Toyota Unveils FV2, A Concept Car That Can Read Your Emotions
Totoya unveiled a concept car last week that has no steering wheel and can read its driver's emotions. The FV2, a single-occupant vehicle which looks more like a souped-up Segway than any car Henry Ford ever envisioned, will be shown to the public for the first time at next week's Tokyo Motor Show.
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"Rather than using a steering wheel, the Toyota FV2 is operated by the driver shifting his or her body to intuitively move the vehicle forward and back, left and right," Toyota says in a press release. "In addition, by using intelligent transport system technology to connect with other vehicles in the area and traffic infrastructure, the Toyota FV2 helps enable safe driving by providing a wide variety of safety information, including advance warnings about vehicles in blind spots at intersections."
In addition to the physical connection between the FV2 and driver, the vehicle makes an emotional connection with its driver too. By incorporating technology from the Toyota Heart Project--the communication program that gave us Kirobo--the FV2 uses voice and image recognition to determine its driver's mood, suggest destinations and assist the driver if his operating skills are not up to snuff. And if the FV2 determines that its driver is angry, it will turn the windshield red to warn other drivers on the road. (It does seem like warning other drivers that its driver is furious is the smallest safety precaution it could take, though.)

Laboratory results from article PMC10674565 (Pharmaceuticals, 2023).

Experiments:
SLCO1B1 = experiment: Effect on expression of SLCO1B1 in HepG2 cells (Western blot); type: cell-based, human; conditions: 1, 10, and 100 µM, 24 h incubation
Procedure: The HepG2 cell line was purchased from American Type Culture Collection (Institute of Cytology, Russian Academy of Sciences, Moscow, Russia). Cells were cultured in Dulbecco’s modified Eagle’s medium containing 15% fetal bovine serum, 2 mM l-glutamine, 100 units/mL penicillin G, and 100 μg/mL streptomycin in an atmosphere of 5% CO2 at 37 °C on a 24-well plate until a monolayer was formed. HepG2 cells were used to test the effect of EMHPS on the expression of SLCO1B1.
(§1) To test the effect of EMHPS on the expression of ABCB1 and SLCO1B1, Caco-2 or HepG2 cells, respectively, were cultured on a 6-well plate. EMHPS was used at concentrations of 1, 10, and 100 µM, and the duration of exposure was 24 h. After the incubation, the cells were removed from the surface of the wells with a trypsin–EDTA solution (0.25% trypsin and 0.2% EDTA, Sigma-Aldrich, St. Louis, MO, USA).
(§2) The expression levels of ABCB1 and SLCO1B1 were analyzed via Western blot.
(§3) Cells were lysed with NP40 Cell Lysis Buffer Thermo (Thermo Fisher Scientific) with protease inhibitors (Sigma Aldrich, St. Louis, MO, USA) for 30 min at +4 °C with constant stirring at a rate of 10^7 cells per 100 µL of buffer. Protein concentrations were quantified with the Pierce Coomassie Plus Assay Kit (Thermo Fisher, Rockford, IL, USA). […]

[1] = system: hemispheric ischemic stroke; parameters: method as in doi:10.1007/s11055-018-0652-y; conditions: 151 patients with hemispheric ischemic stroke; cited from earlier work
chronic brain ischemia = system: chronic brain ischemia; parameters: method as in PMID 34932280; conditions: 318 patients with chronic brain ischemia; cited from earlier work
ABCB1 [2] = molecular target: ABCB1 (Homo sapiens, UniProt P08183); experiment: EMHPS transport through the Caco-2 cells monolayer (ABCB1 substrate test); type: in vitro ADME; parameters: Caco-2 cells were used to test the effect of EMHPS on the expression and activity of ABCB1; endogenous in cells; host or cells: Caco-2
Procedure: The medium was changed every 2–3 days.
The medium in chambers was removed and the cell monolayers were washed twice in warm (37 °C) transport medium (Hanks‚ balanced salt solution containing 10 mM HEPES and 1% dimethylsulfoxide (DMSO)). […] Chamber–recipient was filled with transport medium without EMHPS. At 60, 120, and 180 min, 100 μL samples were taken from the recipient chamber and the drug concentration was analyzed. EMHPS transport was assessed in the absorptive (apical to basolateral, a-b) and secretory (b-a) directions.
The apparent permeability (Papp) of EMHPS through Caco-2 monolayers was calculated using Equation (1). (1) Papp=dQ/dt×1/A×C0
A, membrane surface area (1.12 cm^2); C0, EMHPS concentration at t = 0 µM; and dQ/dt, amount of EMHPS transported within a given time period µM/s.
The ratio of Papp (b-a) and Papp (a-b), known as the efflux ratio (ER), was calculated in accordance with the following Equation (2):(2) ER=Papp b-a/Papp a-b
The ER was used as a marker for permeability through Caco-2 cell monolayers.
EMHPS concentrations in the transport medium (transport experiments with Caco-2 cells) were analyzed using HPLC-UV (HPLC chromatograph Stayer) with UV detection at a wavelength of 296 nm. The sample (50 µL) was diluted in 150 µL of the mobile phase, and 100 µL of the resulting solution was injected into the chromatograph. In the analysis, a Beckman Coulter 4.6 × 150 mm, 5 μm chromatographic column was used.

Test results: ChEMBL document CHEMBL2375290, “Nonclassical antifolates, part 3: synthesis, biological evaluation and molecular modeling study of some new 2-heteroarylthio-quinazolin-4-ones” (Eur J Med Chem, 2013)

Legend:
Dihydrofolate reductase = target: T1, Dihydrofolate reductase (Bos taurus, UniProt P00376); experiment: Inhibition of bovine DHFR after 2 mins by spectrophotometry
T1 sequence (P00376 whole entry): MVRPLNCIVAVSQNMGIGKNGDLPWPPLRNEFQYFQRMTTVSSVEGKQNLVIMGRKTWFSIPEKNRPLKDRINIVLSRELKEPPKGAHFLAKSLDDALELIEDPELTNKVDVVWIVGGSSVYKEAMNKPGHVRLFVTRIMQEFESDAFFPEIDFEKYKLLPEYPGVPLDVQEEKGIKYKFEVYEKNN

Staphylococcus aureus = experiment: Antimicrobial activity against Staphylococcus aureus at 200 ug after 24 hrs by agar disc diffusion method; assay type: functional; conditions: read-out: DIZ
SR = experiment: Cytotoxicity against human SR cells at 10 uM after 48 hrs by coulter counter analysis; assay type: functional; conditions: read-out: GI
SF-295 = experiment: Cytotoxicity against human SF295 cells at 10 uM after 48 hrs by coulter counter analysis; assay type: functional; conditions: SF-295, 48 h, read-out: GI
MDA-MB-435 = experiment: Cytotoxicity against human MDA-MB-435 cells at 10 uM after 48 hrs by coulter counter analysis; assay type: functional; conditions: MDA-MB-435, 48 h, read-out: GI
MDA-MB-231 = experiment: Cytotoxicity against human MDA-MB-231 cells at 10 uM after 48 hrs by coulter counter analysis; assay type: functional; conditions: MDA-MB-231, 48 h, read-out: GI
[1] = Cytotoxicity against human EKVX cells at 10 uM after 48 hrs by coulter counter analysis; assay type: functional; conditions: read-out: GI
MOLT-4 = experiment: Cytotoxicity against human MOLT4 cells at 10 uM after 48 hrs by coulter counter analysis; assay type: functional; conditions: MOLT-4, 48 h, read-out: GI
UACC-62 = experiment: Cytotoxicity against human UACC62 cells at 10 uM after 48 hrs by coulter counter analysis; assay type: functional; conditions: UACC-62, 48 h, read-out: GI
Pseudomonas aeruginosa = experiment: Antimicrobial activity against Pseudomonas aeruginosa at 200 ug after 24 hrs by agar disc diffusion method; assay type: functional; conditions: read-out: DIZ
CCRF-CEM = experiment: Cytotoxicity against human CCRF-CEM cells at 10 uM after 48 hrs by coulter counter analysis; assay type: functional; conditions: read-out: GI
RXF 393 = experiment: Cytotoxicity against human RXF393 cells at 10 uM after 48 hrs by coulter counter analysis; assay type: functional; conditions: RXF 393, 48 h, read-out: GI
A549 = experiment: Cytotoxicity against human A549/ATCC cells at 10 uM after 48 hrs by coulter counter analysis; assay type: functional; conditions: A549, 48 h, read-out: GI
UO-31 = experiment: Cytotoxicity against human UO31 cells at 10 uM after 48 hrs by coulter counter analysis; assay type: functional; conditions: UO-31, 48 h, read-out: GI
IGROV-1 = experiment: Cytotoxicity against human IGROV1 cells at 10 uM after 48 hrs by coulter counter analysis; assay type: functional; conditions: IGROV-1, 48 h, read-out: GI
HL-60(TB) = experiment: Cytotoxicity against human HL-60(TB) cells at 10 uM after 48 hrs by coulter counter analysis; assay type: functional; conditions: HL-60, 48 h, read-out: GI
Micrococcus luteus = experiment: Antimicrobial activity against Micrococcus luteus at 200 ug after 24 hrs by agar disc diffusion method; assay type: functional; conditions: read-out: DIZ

The FV2 windshield also incorporates augmented reality technology, but it's not clear what information is displayed in this space. In one promotional photo, the FV2 appears to warn its driver that a passerby is in the middle of an intersection.
So when will the fantastical FV2 be on the road? Well, it's a concept car, so probably never.
"This is an imagination piece rather than something that will be seen in production in the next few years," a Toyota spokesman told the BBC. "But some of the technologies we're suggesting could be introduced further down the line--say in five to 10 years' time."
Automotive consultant Paul Newton said that while a commercially available FV2 will probably never see the light of day, its technology is likely to be integrated into other vehicles, as Toyota has suggested.
"[C]oncepts are the proving ground for lots of technologies that do come into mainstream production, and many things will happen in the next 25 years that will redefine what we've probably spent a good part of century looking at as the norm," Newton told the BBC.
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